What I love about season two is that, despite the name of the show, it’s really about the girls. A new member of The Seven, Stormfront, challenges a lot of the stereotypical female-superhero tropes, which is something Starlight really admires. It’s great that, with this show and films like Wonder Woman and Captain Marvel, we’re seeing more narratives with women at the forefront and owning their strength. How do you think the industry can be improved even further?
I think we have a long way to go until ultimate equality is felt among genders and race. I think starting with the superhero genre—which is accessible to kids a lot of the times, maybe less so with The Boys but more so with films like Captain Marvel and Wonder Woman—it sends out a subliminal message that those characters who are really within their strengths are not just owned and taken up by men. So I think we do have some examples that are being portrayed in mainstream media. The Boys is cool because, like you said, it’s ironically opposed to the title, but there are really strong females in it. Especially in season two, they continue to be at the forefront of the strength that is displayed in our show. Look. I think that we still have a long way to go, and I think what’s going on in our world at the moment, in terms of what our leadership is and what’s kind of being exposed, for the most part, it’s really negative. But we can’t ignore that misogyny and racism are still present in our society. I hope shows like The Boys and movies like Wonder Woman and Captain Marvel, especially the success of these types of things, prove that people want to see women in strong roles.
Stormfront makes a comment during a press interview about the women’s uniforms and how they don’t have pockets. Starlight has probably the most revealing uniform of all the women, which was something she was forced into when joining The Seven. Do you think this is something that will change as time goes on?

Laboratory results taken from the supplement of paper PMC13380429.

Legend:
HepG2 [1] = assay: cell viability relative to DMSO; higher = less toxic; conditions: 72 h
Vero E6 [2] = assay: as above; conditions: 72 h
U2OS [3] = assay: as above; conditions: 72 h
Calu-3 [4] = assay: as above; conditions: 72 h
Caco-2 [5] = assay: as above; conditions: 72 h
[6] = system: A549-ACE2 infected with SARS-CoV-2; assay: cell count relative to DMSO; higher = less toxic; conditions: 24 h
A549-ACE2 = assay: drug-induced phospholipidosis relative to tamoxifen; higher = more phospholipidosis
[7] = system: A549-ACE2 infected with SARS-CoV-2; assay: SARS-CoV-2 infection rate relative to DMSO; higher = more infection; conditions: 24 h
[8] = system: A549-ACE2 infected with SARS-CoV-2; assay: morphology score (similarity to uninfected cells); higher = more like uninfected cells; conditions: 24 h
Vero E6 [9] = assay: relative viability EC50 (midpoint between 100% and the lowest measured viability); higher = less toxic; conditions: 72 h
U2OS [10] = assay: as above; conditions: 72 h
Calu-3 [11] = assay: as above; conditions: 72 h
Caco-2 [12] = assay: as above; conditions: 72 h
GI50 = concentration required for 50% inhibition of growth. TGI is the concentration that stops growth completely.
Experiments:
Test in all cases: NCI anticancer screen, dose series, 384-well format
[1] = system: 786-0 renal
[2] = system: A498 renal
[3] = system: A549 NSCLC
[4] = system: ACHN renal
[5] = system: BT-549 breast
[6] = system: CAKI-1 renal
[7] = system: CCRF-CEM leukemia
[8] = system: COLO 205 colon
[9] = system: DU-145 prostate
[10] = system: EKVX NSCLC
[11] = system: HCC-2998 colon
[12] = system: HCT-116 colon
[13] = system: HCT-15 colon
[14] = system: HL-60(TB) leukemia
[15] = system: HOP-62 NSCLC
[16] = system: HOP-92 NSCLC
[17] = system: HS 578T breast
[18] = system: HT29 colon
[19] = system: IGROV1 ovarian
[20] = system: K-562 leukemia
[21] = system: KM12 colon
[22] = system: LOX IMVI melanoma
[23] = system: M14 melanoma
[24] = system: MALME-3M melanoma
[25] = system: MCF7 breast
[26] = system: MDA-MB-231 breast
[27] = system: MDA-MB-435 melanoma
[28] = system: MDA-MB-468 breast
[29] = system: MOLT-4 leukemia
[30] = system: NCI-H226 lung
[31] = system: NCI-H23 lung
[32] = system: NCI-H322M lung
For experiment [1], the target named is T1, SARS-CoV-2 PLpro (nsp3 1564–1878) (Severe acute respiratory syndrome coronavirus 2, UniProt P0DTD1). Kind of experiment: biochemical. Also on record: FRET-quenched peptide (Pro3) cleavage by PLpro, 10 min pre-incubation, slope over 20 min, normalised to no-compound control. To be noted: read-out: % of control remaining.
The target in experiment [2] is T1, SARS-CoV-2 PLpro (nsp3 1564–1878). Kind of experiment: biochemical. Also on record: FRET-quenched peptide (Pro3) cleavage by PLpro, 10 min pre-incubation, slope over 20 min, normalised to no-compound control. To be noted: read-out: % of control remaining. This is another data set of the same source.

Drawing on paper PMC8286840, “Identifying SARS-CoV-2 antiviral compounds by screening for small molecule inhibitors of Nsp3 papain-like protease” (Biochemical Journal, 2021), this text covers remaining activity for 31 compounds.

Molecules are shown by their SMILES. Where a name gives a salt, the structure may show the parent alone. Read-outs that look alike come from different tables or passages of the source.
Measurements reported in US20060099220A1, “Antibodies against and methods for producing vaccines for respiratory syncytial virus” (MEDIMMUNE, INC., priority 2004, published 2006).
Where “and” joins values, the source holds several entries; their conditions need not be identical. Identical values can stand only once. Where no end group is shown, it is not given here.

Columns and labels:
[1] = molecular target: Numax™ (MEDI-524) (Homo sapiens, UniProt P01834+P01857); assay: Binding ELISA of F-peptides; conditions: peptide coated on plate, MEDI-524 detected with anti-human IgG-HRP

I do. Season two is largely Starlight having to put on a façade for the sake of going undercover, and that involves playing the game and putting on a mask for Vought in order to appease them and essentially distract them from what is actually going on underneath. She has to put on that Vought Barbie persona and that aesthetic, but I think she recognizes—and hopefully the audience will recognize it too—that, if she’s going to achieve her goal of eradicating or lessening the misogyny in Vought, she is willing to play the game for the moment. But I do think we can all feel assured that she will come back to her true self in many ways, including her aesthetic self.
I went deep into the WWW archives and found a feature we did with you back in 2013! In that interview, you said you had gone through a lot of crazy phases in terms of your personal style and were still finding yourself. Are you still in an exploration phase?
I think, to a certain degree, I will always be in a little bit of an explorative phase, and I say that because I now wear things and have certain aspects of my style I thought I never would. I did that interview with you guys when I was, I think, 18, and my childhood and upbringing were still very much reflected in my style and my aesthetic. The more time I spend outside of my upbringing, the more I come into my own as an individual instead of feeling the influences of my parents. When you leave home, it takes a while, but eventually, you realize who you are outside of the influences of that home. I would say that growing up in New York City very much shaped the clothing I wear, and I do fall into the stereotype of always wearing black and gray. And in the summer, I’m often in white. I do wear color, but for the most part, I love those neutral, charcoal, and black tones. I also love a very functional look that I know I can go out and be comfortable in, which is very much a New York City component because you are walking all day and taking the train, and it’s a little bit more of a depleting lifestyle. But yeah, the explorative side, I think I will always have it. The really fun thing about fashion is that you change as a person, so therefore, your aesthetic changes because, often, it’s a reflection of who you are internally. And that’s why I think fashion is actually really important and goes beyond being superficial.